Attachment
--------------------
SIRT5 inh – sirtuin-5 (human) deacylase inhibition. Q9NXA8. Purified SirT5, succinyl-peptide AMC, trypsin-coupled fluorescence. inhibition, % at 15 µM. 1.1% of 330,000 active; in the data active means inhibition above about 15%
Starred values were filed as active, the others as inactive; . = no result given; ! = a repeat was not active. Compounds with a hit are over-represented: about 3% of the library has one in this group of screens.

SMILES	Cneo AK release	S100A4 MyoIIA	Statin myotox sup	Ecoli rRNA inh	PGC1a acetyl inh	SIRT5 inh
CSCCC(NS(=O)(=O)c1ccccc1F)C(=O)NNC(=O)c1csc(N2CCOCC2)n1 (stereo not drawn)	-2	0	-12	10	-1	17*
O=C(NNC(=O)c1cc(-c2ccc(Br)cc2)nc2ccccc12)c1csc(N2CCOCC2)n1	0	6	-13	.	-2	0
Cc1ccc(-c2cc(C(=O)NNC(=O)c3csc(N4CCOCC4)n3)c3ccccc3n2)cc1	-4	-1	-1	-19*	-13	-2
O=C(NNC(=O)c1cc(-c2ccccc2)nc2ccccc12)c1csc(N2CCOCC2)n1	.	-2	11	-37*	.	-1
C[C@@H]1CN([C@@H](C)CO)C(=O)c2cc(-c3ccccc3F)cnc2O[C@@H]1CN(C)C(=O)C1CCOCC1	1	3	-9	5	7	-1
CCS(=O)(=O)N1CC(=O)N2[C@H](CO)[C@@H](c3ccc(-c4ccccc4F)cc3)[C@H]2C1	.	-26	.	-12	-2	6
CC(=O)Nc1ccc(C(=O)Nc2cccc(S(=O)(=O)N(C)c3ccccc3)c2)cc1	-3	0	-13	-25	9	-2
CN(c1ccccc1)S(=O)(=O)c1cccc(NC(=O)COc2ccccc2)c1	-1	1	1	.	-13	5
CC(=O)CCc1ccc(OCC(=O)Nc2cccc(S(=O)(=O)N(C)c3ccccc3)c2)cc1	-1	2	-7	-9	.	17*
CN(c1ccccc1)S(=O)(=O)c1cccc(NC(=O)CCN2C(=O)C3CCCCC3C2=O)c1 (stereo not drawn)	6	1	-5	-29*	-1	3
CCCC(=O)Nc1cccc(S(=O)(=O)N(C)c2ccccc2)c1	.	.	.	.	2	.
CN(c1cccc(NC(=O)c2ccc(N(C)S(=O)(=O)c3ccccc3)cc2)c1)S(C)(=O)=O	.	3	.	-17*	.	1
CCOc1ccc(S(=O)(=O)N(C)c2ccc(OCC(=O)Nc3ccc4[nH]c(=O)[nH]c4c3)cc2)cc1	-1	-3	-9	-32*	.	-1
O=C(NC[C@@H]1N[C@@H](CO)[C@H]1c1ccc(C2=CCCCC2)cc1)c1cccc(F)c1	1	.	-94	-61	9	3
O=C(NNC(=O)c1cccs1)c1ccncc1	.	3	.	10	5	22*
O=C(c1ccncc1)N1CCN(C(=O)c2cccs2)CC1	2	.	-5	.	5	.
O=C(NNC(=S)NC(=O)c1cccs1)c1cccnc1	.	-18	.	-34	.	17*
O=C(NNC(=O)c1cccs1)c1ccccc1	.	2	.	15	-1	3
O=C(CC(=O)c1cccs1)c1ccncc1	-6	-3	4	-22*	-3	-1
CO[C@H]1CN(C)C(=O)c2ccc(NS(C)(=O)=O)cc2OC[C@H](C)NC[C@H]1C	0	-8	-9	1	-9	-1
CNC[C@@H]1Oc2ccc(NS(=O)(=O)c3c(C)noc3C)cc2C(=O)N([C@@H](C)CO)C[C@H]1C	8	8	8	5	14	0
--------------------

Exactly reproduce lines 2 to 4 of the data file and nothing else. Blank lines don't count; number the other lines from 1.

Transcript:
Starred values were filed as active, the others as inactive; . = no result given; ! = a repeat was not active. Compounds with a hit are over-represented: about 3% of the library has one in this group of screens.

SMILES	Cneo AK release	S100A4 MyoIIA	Statin myotox sup	Ecoli rRNA inh	PGC1a acetyl inh	SIRT5 inh
CSCCC(NS(=O)(=O)c1ccccc1F)C(=O)NNC(=O)c1csc(N2CCOCC2)n1 (stereo not drawn)	-2	0	-12	10	-1	17*